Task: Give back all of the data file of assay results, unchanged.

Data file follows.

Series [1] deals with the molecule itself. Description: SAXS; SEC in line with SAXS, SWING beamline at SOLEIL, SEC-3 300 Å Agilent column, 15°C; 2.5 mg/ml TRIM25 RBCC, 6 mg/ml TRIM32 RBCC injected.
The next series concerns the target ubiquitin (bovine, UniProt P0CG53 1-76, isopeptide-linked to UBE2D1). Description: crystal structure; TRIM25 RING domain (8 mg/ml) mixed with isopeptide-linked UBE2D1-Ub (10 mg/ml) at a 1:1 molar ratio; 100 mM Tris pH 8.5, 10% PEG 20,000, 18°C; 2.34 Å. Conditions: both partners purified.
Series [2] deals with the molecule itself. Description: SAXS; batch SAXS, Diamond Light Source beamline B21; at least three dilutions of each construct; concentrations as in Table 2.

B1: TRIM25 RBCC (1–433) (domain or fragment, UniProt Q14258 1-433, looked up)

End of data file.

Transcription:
Series [1] deals with the molecule itself. Description: SAXS; SEC in line with SAXS, SWING beamline at SOLEIL, SEC-3 300 Å Agilent column, 15°C; 2.5 mg/ml TRIM25 RBCC, 6 mg/ml TRIM32 RBCC injected.
The next series concerns the target ubiquitin (bovine, UniProt P0CG53 1-76, isopeptide-linked to UBE2D1). Description: crystal structure; TRIM25 RING domain (8 mg/ml) mixed with isopeptide-linked UBE2D1-Ub (10 mg/ml) at a 1:1 molar ratio; 100 mM Tris pH 8.5, 10% PEG 20,000, 18°C; 2.34 Å. Conditions: both partners purified.
Series [2] deals with the molecule itself. Description: SAXS; batch SAXS, Diamond Light Source beamline B21; at least three dilutions of each construct; concentrations as in Table 2.

B1: TRIM25 RBCC (1–433) (domain or fragment, UniProt Q14258 1-433, looked up)